Hi Thomas,

this looks good to me. You still need to update the current year in the 
copyright header.

Best regards

From: serviceability-dev [mailto:serviceability-dev-boun...@openjdk.java.net] 
On Behalf Of Thomas Stüfe
Sent: Donnerstag, 15. Juni 2017 08:31
To: serviceability-dev@openjdk.java.net
Subject: Re: RFR(xs): 8181419: Race in jdwp invoker handling may lead to 
crashes or invalid results

Hi Folks,

may I please have a second reviewer?

Thank you!

Kind Regards, Thomas

On Tue, Jun 13, 2017 at 11:16 PM, 
<serguei.spit...@oracle.com<mailto:serguei.spit...@oracle.com>> wrote:
Hi Thomas,

The fix looks great to me.
Thank you for identifying and fixing the problem!


On 6/13/17 06:55, Thomas Stüfe wrote:
Ping... Anyone?

On Thu, Jun 1, 2017 at 2:18 PM, Thomas Stüfe 
<thomas.stu...@gmail.com<mailto:thomas.stu...@gmail.com>> wrote:
Hi all,

please take a look at this proposed fix for a theoretical race in the jdwp 

Issue: https://bugs.openjdk.java.net/browse/JDK-8181419

In short, this is an addition to Severin's fix to the jdwp invoke handling 

We have a potential race condition where the delayed cleanup of the saved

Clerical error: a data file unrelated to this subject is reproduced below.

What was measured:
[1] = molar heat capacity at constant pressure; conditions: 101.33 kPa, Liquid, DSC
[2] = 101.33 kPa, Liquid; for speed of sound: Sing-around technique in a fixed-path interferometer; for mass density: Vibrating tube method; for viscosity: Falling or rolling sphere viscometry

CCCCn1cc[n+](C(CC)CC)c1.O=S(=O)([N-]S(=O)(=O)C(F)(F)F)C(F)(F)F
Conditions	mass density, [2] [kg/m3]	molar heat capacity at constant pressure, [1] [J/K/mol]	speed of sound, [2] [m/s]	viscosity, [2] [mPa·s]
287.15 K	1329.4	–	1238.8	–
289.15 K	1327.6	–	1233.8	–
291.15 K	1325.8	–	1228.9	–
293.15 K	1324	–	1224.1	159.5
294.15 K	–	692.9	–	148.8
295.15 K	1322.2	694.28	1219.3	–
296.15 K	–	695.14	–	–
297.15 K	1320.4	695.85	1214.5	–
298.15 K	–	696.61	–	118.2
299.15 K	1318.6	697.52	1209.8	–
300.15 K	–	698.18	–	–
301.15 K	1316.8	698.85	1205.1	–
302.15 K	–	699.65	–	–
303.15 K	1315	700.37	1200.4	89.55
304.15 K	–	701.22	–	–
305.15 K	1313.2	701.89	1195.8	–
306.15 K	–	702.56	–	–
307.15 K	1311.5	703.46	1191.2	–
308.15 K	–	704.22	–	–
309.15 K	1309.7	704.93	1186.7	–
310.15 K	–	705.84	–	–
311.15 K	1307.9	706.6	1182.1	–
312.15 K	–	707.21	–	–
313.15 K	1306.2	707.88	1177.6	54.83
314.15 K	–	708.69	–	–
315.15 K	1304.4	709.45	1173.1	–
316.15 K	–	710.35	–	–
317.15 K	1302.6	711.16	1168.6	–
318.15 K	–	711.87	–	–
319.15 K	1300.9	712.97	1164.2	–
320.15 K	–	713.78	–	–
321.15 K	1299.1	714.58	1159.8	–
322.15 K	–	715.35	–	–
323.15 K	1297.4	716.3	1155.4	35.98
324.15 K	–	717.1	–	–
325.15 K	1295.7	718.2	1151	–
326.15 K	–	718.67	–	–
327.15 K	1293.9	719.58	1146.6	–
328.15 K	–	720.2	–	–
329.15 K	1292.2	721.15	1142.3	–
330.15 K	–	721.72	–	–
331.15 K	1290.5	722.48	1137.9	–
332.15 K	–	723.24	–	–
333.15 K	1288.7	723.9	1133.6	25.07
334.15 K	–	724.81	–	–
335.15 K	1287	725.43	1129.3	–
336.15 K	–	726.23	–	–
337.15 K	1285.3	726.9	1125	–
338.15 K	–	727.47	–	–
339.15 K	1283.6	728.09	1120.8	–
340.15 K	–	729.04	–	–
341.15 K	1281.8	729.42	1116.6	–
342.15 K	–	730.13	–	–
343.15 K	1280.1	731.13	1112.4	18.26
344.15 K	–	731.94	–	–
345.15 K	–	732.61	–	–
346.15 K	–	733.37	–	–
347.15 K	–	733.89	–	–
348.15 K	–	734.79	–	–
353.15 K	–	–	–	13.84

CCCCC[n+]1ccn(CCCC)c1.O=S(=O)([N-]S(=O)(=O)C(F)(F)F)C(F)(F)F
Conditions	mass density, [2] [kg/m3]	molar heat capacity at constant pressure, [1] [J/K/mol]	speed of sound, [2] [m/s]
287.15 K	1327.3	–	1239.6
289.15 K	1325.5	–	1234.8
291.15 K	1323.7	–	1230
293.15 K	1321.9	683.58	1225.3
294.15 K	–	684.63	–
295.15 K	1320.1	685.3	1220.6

returnvalue object reference and the exception reference (released in 
deletePotentiallySavedGlobalRefs() ) may be overtaken by a new request which 
populates the thread request structure anew. If this happens, 
deletePotentiallySavedGlobalRefs() may actually release the return value / 
exception references of the follow up request, if that one was already 

The solution I choose is safe and conservative. We still release both 
references, but use the locally saved JNI references. We just avoid accessing 
the thread local request structure after it has been cleared for reuse. This 
keeps timing and locking behaviour unchanged.

I am currently running jtreg tests for com/sun/jdi on AIX and Linux.

Kind Regards, Thomas

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